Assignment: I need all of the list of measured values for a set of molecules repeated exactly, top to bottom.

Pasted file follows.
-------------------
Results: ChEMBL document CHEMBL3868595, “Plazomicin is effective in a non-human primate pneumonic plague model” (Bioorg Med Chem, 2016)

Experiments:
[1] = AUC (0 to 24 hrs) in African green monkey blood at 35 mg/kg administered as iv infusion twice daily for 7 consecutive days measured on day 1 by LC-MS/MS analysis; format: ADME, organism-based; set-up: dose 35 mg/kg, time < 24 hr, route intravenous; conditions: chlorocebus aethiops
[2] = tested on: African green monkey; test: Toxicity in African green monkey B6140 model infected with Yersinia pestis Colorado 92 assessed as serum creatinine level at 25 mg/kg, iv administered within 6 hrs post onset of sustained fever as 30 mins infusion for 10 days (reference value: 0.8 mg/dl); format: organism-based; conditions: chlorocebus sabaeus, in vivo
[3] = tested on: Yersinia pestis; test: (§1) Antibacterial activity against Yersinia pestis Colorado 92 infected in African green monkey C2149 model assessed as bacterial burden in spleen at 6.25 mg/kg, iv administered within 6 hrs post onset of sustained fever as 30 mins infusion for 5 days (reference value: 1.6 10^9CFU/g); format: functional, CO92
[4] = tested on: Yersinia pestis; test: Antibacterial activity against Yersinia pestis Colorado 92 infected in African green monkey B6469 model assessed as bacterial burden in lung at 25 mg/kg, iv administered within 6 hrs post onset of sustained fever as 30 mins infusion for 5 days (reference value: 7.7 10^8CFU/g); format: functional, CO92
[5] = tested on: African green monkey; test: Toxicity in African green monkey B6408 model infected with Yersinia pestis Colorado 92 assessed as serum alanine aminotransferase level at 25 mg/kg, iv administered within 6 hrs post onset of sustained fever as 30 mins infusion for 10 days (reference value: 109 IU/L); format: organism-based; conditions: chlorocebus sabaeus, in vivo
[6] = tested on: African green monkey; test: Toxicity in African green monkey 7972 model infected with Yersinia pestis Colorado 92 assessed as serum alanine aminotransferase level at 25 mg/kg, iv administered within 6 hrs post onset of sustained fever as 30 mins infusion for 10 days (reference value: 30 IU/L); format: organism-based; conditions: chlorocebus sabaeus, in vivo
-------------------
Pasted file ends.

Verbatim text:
Results: ChEMBL document CHEMBL3868595, “Plazomicin is effective in a non-human primate pneumonic plague model” (Bioorg Med Chem, 2016)

Experiments:
[1] = AUC (0 to 24 hrs) in African green monkey blood at 35 mg/kg administered as iv infusion twice daily for 7 consecutive days measured on day 1 by LC-MS/MS analysis; format: ADME, organism-based; set-up: dose 35 mg/kg, time < 24 hr, route intravenous; conditions: chlorocebus aethiops
[2] = tested on: African green monkey; test: Toxicity in African green monkey B6140 model infected with Yersinia pestis Colorado 92 assessed as serum creatinine level at 25 mg/kg, iv administered within 6 hrs post onset of sustained fever as 30 mins infusion for 10 days (reference value: 0.8 mg/dl); format: organism-based; conditions: chlorocebus sabaeus, in vivo
[3] = tested on: Yersinia pestis; test: (§1) Antibacterial activity against Yersinia pestis Colorado 92 infected in African green monkey C2149 model assessed as bacterial burden in spleen at 6.25 mg/kg, iv administered within 6 hrs post onset of sustained fever as 30 mins infusion for 5 days (reference value: 1.6 10^9CFU/g); format: functional, CO92
[4] = tested on: Yersinia pestis; test: Antibacterial activity against Yersinia pestis Colorado 92 infected in African green monkey B6469 model assessed as bacterial burden in lung at 25 mg/kg, iv administered within 6 hrs post onset of sustained fever as 30 mins infusion for 5 days (reference value: 7.7 10^8CFU/g); format: functional, CO92
[5] = tested on: African green monkey; test: Toxicity in African green monkey B6408 model infected with Yersinia pestis Colorado 92 assessed as serum alanine aminotransferase level at 25 mg/kg, iv administered within 6 hrs post onset of sustained fever as 30 mins infusion for 10 days (reference value: 109 IU/L); format: organism-based; conditions: chlorocebus sabaeus, in vivo
[6] = tested on: African green monkey; test: Toxicity in African green monkey 7972 model infected with Yersinia pestis Colorado 92 assessed as serum alanine aminotransferase level at 25 mg/kg, iv administered within 6 hrs post onset of sustained fever as 30 mins infusion for 10 days (reference value: 30 IU/L); format: organism-based; conditions: chlorocebus sabaeus, in vivo